The goal was Petrobras [Brazil’s state-owned oil giant]. It was the Pre-Salt [Brazilian offshore oil]. And the Brazilian companies that were winning bids from US companies in the Middle East.

Lula’s claim, which he has elaborated elsewhere, is that the idea of Lava Jato was “born in the Department of Justice in the United States,” with the aim of destroying Brazilian competitors to US companies (in petroleum, naval construction and civil engineering, all sectors targeted by Lava Jato) (PT, 7/9/20). Perhaps Greenwald disagrees with Lula here. Then surely Lula’s claim deserves a refutation, especially because its principal evidentiary basis is Greenwald’s own archive.

Securing Democracy does note that Greenwald’s work on the Snowden archive “proved that the NSA and the Government Communications Headquarters (GCHQ) in the UK were spying on [Petrobras,] the state-owned oil company whose proceeds fund Brazil’s social programs” (p. 125). But the question of foreign intervention in Brazil appears principally in the past tense in Securing Democracy, and never in relation to Greenwald’s own Vaza Jato archive.

I should note that I have not seen enough evidence to weigh in with confidence on Lula’s assertion about the economic intentions of the Lava Jato team and its US collaborators, but he is correct about Lava Jato’s economic effects. Brazilian scholars have shown that Lava Jato did severe damage to Brazil’s major companies, and, consequently, to the economy and to employment in Brazil. In contrast, most of the US financial corporations responsible for the fraud that precipitated the 2008 global financial crisis were protected as “too big to fail.” Whatever the mix of intentions involved, Lava Jato was part of an asymmetrically structured global politics of corruption that disables companies from the Global South and frequently protects those from the Global North, contributing to global inequality.

From ‘inevitable’ to unmentionable

Despite Greenwald’s silence about US participation in what he convincingly shows to be a regime change operation in 21st century Brazil, Securing Democracy runs through the long history of US regime change operations in Latin America. Discussing US support for the 1964 coup against a center-left Brazilian government that was replaced by a 21-year military dictatorship, Greenwald notes that US “refusal to tolerate any form of leftism in Latin America’s largest country—even if it meant the imposition of despotism where democracy had been taking root—was virtually inevitable” (p. 3). Greenwald also mentions Brazil’s enduring “colonial relationship with the United States” (p. 12), and notes that he learned from Edward Snowden that Brazil has the “largest CIA presence in the hemisphere” (p. 12).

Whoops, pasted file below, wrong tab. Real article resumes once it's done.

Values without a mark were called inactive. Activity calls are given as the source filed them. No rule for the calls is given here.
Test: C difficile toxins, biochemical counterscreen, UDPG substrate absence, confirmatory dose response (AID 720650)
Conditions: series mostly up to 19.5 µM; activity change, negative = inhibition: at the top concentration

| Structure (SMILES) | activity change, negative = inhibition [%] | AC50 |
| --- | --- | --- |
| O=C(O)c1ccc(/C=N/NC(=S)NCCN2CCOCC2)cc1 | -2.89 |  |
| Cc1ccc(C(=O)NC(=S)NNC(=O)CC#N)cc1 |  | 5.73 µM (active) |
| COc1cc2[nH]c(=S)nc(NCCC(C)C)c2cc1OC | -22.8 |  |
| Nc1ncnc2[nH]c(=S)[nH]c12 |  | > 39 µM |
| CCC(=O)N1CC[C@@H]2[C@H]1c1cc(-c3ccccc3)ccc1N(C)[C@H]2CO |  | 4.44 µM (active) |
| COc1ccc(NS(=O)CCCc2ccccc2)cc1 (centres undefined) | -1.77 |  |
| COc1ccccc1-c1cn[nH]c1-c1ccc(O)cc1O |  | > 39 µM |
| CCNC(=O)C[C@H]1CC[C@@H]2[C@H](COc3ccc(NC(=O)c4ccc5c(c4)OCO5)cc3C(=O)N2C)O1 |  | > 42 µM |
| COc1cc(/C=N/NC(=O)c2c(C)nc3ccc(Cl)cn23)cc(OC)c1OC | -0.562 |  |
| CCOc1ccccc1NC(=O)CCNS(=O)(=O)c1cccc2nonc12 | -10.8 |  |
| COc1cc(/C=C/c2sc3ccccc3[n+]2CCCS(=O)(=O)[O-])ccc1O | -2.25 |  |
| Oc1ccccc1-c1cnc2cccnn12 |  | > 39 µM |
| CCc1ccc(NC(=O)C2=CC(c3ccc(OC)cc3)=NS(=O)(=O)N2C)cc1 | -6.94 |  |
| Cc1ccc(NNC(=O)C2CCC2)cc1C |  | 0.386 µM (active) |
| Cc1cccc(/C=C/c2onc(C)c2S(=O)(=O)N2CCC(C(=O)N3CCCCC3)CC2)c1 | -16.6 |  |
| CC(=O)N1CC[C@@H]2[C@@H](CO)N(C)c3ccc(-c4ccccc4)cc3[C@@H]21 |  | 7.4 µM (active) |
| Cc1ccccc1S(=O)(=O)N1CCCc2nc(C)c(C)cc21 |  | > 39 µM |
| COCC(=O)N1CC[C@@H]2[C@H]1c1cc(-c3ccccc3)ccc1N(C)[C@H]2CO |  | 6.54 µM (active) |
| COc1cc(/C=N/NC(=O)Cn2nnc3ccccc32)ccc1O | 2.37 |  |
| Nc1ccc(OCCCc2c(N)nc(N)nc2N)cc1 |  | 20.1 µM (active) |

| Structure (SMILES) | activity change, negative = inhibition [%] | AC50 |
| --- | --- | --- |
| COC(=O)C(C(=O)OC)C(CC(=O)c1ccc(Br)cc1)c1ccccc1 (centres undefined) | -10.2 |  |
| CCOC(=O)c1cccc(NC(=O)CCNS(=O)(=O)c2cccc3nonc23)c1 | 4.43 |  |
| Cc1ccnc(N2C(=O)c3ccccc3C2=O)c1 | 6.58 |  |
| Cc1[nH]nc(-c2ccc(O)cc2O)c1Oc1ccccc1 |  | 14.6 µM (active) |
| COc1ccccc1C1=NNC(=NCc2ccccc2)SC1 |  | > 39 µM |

So why doesn’t Securing Democracy examine US involvement in the process that removed the elected left from power in that country in 2016 and brought an admirer of right-wing despotism to power in 2018? What changed between 1964 and 2016 that made US involvement in left-to-right regime change operations in Brazil noteworthy, even “inevitable” then, but not worth mentioning now?

As Greenwald acknowledges in the book, to the United States, the PT governments’ forging of a “foreign policy in a way that diverged from US dictates was intolerable” (p. 14). Fortunately for the US officials who found the PT’s independent foreign policy intolerable, Lava Jato resolved this problem for them. Upon inauguration, Bolsonaro assumed a posture of alignment with Trump’s government in matters of foreign policy.

Although Greenwald does not examine the involvement of the United States in Lava Jato in Securing Democracy, this involvement has become politically important in Brazil and the United States. (One can find further English-language examination of the US role, drawing on both the Vaza Jato archive and other sources, in Le Monde and Brasilwire.) Besides Lula himself, Brazilian public figures ranging from members of Brazil’s supreme court to politicians from Brazil’s so-called “big center” have been critical of the US/Lava Jato collaboration.

In the US, 13 congressmembers wrote a 2019 letter to then–Attorney General William Barr demanding an explanation for the Department of Justice’s collaboration with Lava Jato. That letter was followed up in 2021, when 23 congressmembers sent a similar letter to Attorney General Merrick Garland, noting that “it is a matter of public record that US DOJ agents provided support to Brazilian prosecutors that were part of the Lava Jato operation.”

That statement links to a 2017 speech by Acting Assistant Attorney General Kenneth A. Blanco, in which he exults in DoJ collaboration with Lava Jato and in Lava Jato’s conviction of Lula. The congressmembers’ letter also notes that members of the DoJ and FBI were briefed by Lava Jato prosecutors in Brazil, linking to Agência Pública’s reporting (3/12/20) on the Vaza Jato archive. No hint of this appears in Securing Democracy.